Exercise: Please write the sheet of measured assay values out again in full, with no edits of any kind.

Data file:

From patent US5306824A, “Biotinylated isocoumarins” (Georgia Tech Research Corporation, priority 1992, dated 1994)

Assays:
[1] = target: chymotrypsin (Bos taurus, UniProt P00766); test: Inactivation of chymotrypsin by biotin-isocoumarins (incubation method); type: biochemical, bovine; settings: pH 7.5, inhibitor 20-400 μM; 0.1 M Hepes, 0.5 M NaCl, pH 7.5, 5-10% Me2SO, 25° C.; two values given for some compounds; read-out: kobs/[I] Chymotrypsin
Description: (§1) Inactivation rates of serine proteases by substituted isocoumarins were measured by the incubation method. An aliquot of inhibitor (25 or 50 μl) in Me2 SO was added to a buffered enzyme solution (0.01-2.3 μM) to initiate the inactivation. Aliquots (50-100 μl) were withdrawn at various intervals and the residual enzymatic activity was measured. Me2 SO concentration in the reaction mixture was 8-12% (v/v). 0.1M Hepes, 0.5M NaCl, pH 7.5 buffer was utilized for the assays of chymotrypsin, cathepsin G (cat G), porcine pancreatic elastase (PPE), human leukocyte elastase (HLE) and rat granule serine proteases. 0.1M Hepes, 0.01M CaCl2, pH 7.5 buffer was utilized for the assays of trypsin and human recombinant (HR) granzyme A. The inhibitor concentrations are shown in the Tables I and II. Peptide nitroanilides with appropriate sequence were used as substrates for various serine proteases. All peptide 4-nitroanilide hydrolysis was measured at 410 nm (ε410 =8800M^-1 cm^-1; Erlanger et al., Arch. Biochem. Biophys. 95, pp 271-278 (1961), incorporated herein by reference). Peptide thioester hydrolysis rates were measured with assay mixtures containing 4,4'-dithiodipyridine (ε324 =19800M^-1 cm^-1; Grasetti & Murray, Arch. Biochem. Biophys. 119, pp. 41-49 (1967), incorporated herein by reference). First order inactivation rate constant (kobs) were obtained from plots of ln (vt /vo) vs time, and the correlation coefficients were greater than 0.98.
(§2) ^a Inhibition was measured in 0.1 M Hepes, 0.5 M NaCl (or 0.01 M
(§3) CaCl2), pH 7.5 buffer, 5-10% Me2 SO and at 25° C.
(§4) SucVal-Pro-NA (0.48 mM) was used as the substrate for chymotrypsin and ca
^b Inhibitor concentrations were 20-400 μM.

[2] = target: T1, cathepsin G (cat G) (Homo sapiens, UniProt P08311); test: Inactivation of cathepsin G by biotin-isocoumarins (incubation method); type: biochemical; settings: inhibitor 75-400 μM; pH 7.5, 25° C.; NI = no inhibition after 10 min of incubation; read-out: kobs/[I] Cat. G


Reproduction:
From patent US5306824A, “Biotinylated isocoumarins” (Georgia Tech Research Corporation, priority 1992, dated 1994)

Assays:
[1] = target: chymotrypsin (Bos taurus, UniProt P00766); test: Inactivation of chymotrypsin by biotin-isocoumarins (incubation method); type: biochemical, bovine; settings: pH 7.5, inhibitor 20-400 μM; 0.1 M Hepes, 0.5 M NaCl, pH 7.5, 5-10% Me2SO, 25° C.; two values given for some compounds; read-out: kobs/[I] Chymotrypsin
Description: (§1) Inactivation rates of serine proteases by substituted isocoumarins were measured by the incubation method. An aliquot of inhibitor (25 or 50 μl) in Me2 SO was added to a buffered enzyme solution (0.01-2.3 μM) to initiate the inactivation. Aliquots (50-100 μl) were withdrawn at various intervals and the residual enzymatic activity was measured. Me2 SO concentration in the reaction mixture was 8-12% (v/v). 0.1M Hepes, 0.5M NaCl, pH 7.5 buffer was utilized for the assays of chymotrypsin, cathepsin G (cat G), porcine pancreatic elastase (PPE), human leukocyte elastase (HLE) and rat granule serine proteases. 0.1M Hepes, 0.01M CaCl2, pH 7.5 buffer was utilized for the assays of trypsin and human recombinant (HR) granzyme A. The inhibitor concentrations are shown in the Tables I and II. Peptide nitroanilides with appropriate sequence were used as substrates for various serine proteases. All peptide 4-nitroanilide hydrolysis was measured at 410 nm (ε410 =8800M^-1 cm^-1; Erlanger et al., Arch. Biochem. Biophys. 95, pp 271-278 (1961), incorporated herein by reference). Peptide thioester hydrolysis rates were measured with assay mixtures containing 4,4'-dithiodipyridine (ε324 =19800M^-1 cm^-1; Grasetti & Murray, Arch. Biochem. Biophys. 119, pp. 41-49 (1967), incorporated herein by reference). First order inactivation rate constant (kobs) were obtained from plots of ln (vt /vo) vs time, and the correlation coefficients were greater than 0.98.
(§2) ^a Inhibition was measured in 0.1 M Hepes, 0.5 M NaCl (or 0.01 M
(§3) CaCl2), pH 7.5 buffer, 5-10% Me2 SO and at 25° C.
(§4) SucVal-Pro-NA (0.48 mM) was used as the substrate for chymotrypsin and ca
^b Inhibitor concentrations were 20-400 μM.

[2] = target: T1, cathepsin G (cat G) (Homo sapiens, UniProt P08311); test: Inactivation of cathepsin G by biotin-isocoumarins (incubation method); type: biochemical; settings: inhibitor 75-400 μM; pH 7.5, 25° C.; NI = no inhibition after 10 min of incubation; read-out: kobs/[I] Cat. G